NBA Draft: 4 Centers the Washington Wizards Could Draft at #9

Washington Wizards Bol Bol (Photo by Brian Rothmuller/Icon Sportswire via Getty Images)
Washington Wizards Bol Bol (Photo by Brian Rothmuller/Icon Sportswire via Getty Images) /
4 of 5
Washington Wizards Brandon Clarke
Washington Wizards Brandon Clarke (Photo by Brian Rothmuller/Icon Sportswire via Getty Images) /

If the Wizards want to walk away from the draft with a player that can take the floor on night one of the 2019-20 NBA season and immediately contribute, Brandon Clarke out of Gonzaga may be their best bet.

As a senior Clarke posted some incredible numbers as a centerpiece on one of the country’s best teams. He had the highest Defensive Rating in the NCAA (84.0), the best Offensive Rating (137.9), the most blocks (117), and the most win shares (8.8). His player efficiency rating (37.2), effective field goal percentage (0.693), and box plus/minus were second only to Zion Williamson, the undisputed darling of draft night.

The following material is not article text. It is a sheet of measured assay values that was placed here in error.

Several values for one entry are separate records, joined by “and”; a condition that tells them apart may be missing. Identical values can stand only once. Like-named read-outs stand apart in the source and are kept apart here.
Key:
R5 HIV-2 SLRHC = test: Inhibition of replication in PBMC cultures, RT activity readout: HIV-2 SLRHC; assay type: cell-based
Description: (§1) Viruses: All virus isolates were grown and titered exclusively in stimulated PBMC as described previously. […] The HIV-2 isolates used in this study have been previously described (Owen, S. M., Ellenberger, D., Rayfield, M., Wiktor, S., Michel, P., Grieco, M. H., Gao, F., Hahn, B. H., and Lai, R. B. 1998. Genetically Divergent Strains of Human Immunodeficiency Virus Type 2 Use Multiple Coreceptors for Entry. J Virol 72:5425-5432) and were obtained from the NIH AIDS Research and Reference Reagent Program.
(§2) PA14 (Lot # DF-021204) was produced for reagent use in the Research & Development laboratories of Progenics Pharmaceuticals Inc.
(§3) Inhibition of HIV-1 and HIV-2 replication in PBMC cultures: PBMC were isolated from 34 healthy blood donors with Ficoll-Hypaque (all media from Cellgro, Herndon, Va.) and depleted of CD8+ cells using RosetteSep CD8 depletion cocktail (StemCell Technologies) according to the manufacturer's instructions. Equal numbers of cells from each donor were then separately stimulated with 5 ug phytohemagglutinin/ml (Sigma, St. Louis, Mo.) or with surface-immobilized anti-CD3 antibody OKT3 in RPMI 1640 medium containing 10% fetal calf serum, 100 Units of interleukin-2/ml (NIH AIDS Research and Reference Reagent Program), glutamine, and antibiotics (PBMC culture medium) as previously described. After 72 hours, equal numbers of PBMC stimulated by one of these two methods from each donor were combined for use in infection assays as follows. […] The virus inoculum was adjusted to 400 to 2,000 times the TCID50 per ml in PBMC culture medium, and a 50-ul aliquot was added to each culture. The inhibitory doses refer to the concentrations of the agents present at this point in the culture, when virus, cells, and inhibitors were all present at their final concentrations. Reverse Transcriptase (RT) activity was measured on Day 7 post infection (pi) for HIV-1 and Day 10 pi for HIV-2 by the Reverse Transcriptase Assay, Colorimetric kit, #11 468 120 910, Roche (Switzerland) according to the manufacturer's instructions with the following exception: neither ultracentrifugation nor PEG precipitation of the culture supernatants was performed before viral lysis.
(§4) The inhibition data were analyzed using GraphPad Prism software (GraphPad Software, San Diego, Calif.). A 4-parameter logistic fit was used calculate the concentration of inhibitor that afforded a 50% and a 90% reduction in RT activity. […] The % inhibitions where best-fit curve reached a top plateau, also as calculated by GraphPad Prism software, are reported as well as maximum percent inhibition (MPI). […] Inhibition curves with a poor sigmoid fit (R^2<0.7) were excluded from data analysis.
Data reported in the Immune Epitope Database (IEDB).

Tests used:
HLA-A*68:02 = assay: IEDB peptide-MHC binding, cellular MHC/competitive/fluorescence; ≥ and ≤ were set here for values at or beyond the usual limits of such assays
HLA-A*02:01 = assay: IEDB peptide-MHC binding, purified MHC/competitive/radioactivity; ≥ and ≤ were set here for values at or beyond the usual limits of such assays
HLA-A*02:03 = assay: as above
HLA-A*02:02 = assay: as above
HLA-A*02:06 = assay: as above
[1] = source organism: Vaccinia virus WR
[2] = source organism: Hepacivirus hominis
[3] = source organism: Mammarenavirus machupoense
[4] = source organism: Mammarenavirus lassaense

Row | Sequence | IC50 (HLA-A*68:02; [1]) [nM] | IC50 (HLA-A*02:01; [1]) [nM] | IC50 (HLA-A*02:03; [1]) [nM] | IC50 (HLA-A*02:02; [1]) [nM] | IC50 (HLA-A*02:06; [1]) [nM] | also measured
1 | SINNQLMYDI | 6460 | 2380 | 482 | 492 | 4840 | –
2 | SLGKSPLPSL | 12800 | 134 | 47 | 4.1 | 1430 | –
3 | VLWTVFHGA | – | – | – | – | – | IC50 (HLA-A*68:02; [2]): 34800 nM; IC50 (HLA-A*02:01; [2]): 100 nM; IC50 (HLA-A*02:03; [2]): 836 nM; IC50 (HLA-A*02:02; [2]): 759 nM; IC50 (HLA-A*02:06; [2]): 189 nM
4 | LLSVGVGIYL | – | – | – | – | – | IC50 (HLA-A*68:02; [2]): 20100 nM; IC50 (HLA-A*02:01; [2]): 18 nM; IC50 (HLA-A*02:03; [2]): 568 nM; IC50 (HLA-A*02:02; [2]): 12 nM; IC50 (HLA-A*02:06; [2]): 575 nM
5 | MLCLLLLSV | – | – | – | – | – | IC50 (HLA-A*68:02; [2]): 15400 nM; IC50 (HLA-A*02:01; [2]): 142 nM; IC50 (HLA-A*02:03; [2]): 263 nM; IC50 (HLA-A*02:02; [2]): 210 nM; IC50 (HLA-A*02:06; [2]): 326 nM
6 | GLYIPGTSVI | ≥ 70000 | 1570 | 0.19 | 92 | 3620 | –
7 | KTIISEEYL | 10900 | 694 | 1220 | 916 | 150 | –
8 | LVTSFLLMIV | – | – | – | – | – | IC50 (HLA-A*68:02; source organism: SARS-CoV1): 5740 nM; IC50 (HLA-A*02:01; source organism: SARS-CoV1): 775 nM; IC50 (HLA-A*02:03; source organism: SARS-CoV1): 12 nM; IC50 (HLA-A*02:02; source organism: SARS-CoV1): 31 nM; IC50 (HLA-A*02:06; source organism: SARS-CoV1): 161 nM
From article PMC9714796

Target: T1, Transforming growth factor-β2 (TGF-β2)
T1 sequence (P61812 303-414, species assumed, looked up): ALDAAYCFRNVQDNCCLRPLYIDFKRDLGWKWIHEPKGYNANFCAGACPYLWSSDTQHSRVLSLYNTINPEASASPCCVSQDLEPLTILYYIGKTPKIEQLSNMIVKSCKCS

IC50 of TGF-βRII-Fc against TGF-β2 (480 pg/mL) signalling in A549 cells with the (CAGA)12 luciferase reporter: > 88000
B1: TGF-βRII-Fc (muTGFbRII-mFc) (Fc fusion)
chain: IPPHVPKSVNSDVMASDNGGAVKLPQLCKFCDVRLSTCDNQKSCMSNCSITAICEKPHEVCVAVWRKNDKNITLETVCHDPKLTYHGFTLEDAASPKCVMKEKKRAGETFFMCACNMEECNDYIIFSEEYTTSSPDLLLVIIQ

Clarke wow’ed in two major areas that the Wizards desperately need to improve: defense and rebounding. Of course, you would hope any player playing down low would immediately help out there, but Clarke is especially proficient. In addition to being the best defender in the NCAA, Clarke also posted his second consecutive season of at least eight rebounds a game.

The production was there in college. There’s no denying that Clarke was dominant on both ends of the floor. However, his 6’8″ and frame (6’8″ wingspan) leaves him undersized at the center position, where he played most of his minutes with the Bulldogs. Maybe he could be a small ball center ala Draymond Green, but that’d be asking a lot. There’s certainly no guarantee that could happen.

Clarke will be 23 by the time the next NBA season starts. He’s got a lot to contribute right away, but he lacks the upside that a lot of lottery picks come with. Clarke may have already reached his ceiling, or at least he seems a lot closer to it than Bol Bol or Cam Reddish. But there’s something to be said for drafting known ability instead of gambling on potential.